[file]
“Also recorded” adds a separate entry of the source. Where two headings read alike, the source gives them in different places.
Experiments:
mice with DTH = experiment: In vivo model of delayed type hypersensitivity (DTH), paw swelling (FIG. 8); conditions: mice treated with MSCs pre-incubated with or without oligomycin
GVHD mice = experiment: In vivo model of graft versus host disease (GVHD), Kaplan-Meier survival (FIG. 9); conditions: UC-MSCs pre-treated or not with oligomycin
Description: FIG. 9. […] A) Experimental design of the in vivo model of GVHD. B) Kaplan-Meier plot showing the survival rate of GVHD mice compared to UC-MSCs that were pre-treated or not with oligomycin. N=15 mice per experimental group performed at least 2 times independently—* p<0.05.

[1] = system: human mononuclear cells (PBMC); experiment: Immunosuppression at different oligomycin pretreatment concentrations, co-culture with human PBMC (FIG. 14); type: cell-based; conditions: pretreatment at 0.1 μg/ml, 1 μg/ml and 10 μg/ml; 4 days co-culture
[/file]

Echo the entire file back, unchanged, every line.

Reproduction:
“Also recorded” adds a separate entry of the source. Where two headings read alike, the source gives them in different places.
Experiments:
mice with DTH = experiment: In vivo model of delayed type hypersensitivity (DTH), paw swelling (FIG. 8); conditions: mice treated with MSCs pre-incubated with or without oligomycin
GVHD mice = experiment: In vivo model of graft versus host disease (GVHD), Kaplan-Meier survival (FIG. 9); conditions: UC-MSCs pre-treated or not with oligomycin
Description: FIG. 9. […] A) Experimental design of the in vivo model of GVHD. B) Kaplan-Meier plot showing the survival rate of GVHD mice compared to UC-MSCs that were pre-treated or not with oligomycin. N=15 mice per experimental group performed at least 2 times independently—* p<0.05.

[1] = system: human mononuclear cells (PBMC); experiment: Immunosuppression at different oligomycin pretreatment concentrations, co-culture with human PBMC (FIG. 14); type: cell-based; conditions: pretreatment at 0.1 μg/ml, 1 μg/ml and 10 μg/ml; 4 days co-culture